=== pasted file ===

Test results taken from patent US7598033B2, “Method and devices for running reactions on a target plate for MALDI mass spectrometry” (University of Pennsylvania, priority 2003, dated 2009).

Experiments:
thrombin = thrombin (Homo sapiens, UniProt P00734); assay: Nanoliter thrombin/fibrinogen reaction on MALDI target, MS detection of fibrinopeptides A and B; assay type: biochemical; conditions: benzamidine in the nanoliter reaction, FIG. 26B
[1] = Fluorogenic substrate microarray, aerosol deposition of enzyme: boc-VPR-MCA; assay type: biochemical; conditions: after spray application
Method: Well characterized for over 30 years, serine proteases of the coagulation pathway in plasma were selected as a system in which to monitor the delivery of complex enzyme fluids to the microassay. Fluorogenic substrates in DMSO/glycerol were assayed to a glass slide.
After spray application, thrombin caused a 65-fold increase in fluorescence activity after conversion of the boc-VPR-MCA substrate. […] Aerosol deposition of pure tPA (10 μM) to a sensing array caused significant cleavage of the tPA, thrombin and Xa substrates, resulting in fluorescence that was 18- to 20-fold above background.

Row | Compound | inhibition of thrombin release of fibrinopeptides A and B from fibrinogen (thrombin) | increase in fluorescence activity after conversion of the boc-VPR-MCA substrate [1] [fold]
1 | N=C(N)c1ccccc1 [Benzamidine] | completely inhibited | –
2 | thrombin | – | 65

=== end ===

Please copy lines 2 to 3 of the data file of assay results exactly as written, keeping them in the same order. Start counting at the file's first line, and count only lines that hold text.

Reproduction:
Experiments:
thrombin = thrombin (Homo sapiens, UniProt P00734); assay: Nanoliter thrombin/fibrinogen reaction on MALDI target, MS detection of fibrinopeptides A and B; assay type: biochemical; conditions: benzamidine in the nanoliter reaction, FIG. 26B